The Blank Slate of You

Writers sometimes complain about the terrors of the blank page, but we all know how delicious a project can be before it has actually begun. There in its fetal beginning, the new book is pure potential, not yet tangled up in a slow opening, a confusing middle, or a flat ending. To an editor, I have just learned, new writers are this way also. At the recent PNWC, I listened to several editors describe the delight of working with new authors. After all, what is more exciting for an editor than discovering the next . . . whomever? Editing stories and working with writers is satisfying, but to be there at the beginning of something big is a reward in and of itself. And until that first book actually hits the shelves, any first time novelist could be that next big thing.

Secondly, just as your unwritten novel doesn’t yet need to trim 100 pages, so too the first-time novelist doesn’t have a track record working against him or her. The editor is free to pitch the writer’s potential to her sales team, as opposed to reassuring them that the last book, which didn’t quite sell through, had been an anomaly.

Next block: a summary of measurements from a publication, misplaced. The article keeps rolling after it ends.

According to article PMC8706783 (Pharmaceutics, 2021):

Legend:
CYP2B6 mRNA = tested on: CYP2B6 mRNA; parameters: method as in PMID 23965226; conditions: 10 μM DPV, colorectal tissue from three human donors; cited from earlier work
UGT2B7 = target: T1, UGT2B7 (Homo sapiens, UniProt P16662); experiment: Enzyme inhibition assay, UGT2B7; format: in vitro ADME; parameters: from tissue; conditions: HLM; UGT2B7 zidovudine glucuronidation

So take heart, new writers. The editors are looking for you. I admit it would not have occurred to me until this past weekend that this was the case, but of course it makes all the sense in the world. Editors are not that different than writers—or anyone else for that matter. They take comfort in what works, but are thrilled by what is new. So dare to be you, because if you’re still unpublished, to some editor out there you are pure potential.

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